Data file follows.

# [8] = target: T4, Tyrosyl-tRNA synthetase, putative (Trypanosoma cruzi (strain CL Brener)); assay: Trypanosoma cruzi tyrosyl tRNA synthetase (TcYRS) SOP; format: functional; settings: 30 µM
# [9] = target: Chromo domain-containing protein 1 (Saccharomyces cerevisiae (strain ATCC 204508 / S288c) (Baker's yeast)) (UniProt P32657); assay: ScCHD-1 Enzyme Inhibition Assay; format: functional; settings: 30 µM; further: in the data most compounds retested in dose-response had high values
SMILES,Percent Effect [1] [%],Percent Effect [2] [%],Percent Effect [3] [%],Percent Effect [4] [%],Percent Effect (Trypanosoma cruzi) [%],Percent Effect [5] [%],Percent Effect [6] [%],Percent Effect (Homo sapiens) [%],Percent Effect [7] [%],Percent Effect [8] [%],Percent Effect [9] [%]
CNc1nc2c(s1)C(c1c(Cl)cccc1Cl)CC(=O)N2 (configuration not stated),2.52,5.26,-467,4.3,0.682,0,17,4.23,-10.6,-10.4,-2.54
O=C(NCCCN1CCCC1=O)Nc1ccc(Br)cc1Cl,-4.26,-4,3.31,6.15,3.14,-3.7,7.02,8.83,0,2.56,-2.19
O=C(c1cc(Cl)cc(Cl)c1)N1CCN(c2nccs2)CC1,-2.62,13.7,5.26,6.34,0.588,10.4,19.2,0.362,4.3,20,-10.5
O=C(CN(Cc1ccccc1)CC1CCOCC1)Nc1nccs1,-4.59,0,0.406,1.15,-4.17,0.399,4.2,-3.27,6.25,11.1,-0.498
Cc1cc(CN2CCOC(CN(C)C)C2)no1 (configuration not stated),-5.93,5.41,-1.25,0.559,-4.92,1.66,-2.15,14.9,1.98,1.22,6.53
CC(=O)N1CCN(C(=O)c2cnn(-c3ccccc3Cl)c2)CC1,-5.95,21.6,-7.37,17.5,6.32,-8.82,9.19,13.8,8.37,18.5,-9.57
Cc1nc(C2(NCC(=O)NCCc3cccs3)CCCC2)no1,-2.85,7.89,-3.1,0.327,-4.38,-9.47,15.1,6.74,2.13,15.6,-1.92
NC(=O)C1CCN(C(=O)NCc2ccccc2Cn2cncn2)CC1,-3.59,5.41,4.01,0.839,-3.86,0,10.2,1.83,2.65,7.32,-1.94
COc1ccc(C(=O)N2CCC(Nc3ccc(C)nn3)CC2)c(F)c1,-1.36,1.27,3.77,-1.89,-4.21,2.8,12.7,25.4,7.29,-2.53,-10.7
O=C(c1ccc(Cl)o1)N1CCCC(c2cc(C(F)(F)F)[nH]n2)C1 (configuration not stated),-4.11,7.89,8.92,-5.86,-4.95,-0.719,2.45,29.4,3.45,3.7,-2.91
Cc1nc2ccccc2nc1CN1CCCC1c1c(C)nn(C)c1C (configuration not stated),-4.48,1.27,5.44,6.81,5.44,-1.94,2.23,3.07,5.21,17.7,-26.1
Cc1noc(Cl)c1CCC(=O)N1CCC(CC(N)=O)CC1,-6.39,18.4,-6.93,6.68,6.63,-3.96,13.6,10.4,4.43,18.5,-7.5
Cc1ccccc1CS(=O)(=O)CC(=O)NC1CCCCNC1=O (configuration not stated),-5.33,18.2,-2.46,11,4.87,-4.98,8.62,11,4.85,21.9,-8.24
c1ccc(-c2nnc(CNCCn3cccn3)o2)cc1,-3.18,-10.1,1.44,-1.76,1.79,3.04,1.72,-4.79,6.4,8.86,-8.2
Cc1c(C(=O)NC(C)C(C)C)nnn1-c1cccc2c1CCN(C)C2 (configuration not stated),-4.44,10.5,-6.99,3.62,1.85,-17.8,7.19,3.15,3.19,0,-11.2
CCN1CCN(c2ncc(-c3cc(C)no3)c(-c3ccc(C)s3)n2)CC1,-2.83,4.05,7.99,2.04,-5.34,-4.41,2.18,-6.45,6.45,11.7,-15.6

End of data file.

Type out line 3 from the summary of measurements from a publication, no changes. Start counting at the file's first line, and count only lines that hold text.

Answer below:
SMILES,Percent Effect [1] [%],Percent Effect [2] [%],Percent Effect [3] [%],Percent Effect [4] [%],Percent Effect (Trypanosoma cruzi) [%],Percent Effect [5] [%],Percent Effect [6] [%],Percent Effect (Homo sapiens) [%],Percent Effect [7] [%],Percent Effect [8] [%],Percent Effect [9] [%]